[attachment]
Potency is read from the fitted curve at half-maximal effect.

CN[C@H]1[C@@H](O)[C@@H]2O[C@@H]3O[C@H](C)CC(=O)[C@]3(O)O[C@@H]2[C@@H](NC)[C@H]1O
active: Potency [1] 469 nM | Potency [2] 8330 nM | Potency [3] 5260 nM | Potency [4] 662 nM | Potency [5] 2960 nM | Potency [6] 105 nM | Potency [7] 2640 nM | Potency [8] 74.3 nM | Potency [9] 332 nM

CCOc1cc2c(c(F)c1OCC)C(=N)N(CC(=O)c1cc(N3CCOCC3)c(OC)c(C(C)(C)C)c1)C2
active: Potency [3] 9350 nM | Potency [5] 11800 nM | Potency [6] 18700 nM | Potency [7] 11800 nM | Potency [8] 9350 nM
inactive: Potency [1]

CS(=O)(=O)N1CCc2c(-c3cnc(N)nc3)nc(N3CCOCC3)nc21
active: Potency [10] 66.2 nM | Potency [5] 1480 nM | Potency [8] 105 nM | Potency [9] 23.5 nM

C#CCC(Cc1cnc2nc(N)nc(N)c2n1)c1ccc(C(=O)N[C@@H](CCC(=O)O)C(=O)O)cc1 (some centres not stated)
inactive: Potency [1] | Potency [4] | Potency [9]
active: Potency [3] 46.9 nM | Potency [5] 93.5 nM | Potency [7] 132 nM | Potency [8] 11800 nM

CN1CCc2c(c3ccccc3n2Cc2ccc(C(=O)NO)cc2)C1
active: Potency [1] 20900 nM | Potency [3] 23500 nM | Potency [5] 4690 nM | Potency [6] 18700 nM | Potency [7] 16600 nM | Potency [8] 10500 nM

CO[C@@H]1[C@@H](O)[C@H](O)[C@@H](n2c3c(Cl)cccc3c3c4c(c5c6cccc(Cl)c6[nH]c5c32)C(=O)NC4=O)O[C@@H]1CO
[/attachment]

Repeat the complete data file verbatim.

Potency is read from the fitted curve at half-maximal effect.

CN[C@H]1[C@@H](O)[C@@H]2O[C@@H]3O[C@H](C)CC(=O)[C@]3(O)O[C@@H]2[C@@H](NC)[C@H]1O
active: Potency [1] 469 nM | Potency [2] 8330 nM | Potency [3] 5260 nM | Potency [4] 662 nM | Potency [5] 2960 nM | Potency [6] 105 nM | Potency [7] 2640 nM | Potency [8] 74.3 nM | Potency [9] 332 nM

CCOc1cc2c(c(F)c1OCC)C(=N)N(CC(=O)c1cc(N3CCOCC3)c(OC)c(C(C)(C)C)c1)C2
active: Potency [3] 9350 nM | Potency [5] 11800 nM | Potency [6] 18700 nM | Potency [7] 11800 nM | Potency [8] 9350 nM
inactive: Potency [1]

CS(=O)(=O)N1CCc2c(-c3cnc(N)nc3)nc(N3CCOCC3)nc21
active: Potency [10] 66.2 nM | Potency [5] 1480 nM | Potency [8] 105 nM | Potency [9] 23.5 nM

C#CCC(Cc1cnc2nc(N)nc(N)c2n1)c1ccc(C(=O)N[C@@H](CCC(=O)O)C(=O)O)cc1 (some centres not stated)
inactive: Potency [1] | Potency [4] | Potency [9]
active: Potency [3] 46.9 nM | Potency [5] 93.5 nM | Potency [7] 132 nM | Potency [8] 11800 nM

CN1CCc2c(c3ccccc3n2Cc2ccc(C(=O)NO)cc2)C1
active: Potency [1] 20900 nM | Potency [3] 23500 nM | Potency [5] 4690 nM | Potency [6] 18700 nM | Potency [7] 16600 nM | Potency [8] 10500 nM

CO[C@@H]1[C@@H](O)[C@H](O)[C@@H](n2c3c(Cl)cccc3c3c4c(c5c6cccc(Cl)c6[nH]c5c32)C(=O)NC4=O)O[C@@H]1CO